New Quay first achieved notoriety as a haunt for smuggling, and in the "Cambrian Register" of 1795 we learn that New Quay was "a place of infamous notoriety .....for no other purpose than defrauding the revenue.
Penpolion - the New Quay.
The first pier was built in the 1690's from wooden stakes and boulders. It gave its name to the settlement of New Quay - sometimes shown on old maps as 'New Key' and today in Welsh as 'Ceinewydd'.
Ship building at Cei Bach
Cei Bach, just around Llanina Point from New Quay was an important location for boat building.
The Ann Warren
The Ann Warren was a 75 ton schooner, built by Owen Owens at Traethgwyn and owned by Evan Phillips. Photo at Aberdovey.
The Patent Slip at New Quay
The retaining wall for the patent slip was built in 1863. This photo dates from 1870 and shows a sloop on the slip (at left). Note the thatched cottages on Glanmor Terrace.
The Patent Slip today
Today the site of the Patent Slip is now the home of Cardigan Bay watersports. The steel rails and cradle for launching boats have all gone.
This is the rebuilt 'Pepper Pot' lighthouse at the end of the pier in New Quay before it was finally washed away in 1937.
Toll Boards on the pier
These toll boards show fees payable for landing cargo - including five shillings for a pianoforte or barrel organ! .
The Herring fishery
A survey in 1748 notes that the herring industry in Cardigan bay employed 97 small sloops. The record catch was made on October 5th 1745 when 47 boats took just under one and a half million fish!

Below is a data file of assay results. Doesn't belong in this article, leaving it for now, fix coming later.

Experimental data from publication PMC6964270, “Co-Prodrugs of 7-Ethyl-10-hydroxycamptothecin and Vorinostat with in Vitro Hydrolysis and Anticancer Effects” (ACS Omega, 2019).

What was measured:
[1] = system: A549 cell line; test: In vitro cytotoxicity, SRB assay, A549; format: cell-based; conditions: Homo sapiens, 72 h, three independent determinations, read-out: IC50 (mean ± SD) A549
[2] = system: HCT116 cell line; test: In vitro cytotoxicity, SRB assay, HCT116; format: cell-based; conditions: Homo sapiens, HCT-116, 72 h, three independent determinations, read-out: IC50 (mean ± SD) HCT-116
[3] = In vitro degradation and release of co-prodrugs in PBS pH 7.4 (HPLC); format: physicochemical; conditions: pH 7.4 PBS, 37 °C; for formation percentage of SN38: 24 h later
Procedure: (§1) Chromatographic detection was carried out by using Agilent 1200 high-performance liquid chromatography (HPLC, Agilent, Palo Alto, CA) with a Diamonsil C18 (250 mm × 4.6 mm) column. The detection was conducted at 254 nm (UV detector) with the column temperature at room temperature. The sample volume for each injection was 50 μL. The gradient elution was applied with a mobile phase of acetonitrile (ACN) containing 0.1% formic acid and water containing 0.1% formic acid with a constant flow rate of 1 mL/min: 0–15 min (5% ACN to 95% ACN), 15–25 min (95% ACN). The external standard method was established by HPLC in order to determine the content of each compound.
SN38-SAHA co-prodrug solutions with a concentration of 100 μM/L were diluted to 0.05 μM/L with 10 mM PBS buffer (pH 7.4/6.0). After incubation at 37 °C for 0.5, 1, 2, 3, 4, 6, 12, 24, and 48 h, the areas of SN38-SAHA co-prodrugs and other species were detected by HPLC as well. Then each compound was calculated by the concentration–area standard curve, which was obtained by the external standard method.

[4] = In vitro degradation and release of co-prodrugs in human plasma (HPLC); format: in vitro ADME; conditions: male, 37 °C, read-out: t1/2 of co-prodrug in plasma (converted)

There were 6 smithies in New Quay in 1851, not only to provide the metal work and chains for boats but for horses and carts and the shoeing of horses.
GWR depot on Church Street
After the train stations were opened in Aberaeron and Llanysul, Great Western Railways brought travellers to New Quay from the stations.
GWR Bus .
This 1907 bus carried visitors to New Quay from Llandysul station.
GWR's Steamship the S.S.Atalanta
The Atalanta is shown here discharging visitors from the North West - probably from Liverpool.
New Quay ladies day out.
The motorised charabanc was the earliest version of the bus, and was often used for outings or day trips. Photo taken at 'Oriel House' on the corner of Francis Street.
Beach tents on 'The Sands' at New Quay
Changing tents were used from the turn of the twentieth century. There is no evidence that the wheeled 'bathing machines' were ever used in New Quay.
New Quay Harbour Beach in 1906
This is a hand-coloured poscard from Desmond's of Cardigan.
The Pier in about 1938
The dinghies are all still clinker built - no fibreglass or inflatables in sight!.
The Harbour Beach in 1960.
Before the pier was extended, the cruise boats would load passengers from the beach using wooden planks.
Traethgwyn - The two Bays
This is Traethgwyn before the first caravan / camping parks apeared.
Raymond Caravan Park
Before Quay West, there were probably 2 or 3 separate caravan/camping parks including Hengell, and Raymond.
Hengell caravan Park
Raymond Caravan Park goes on to become Hengell Caravan Park.
Holimarine Holiday Village in the 1960s.
Holimarine went out of business in 1995, and in 1996 the park was sold to Bourne Leisure and later became Quay West.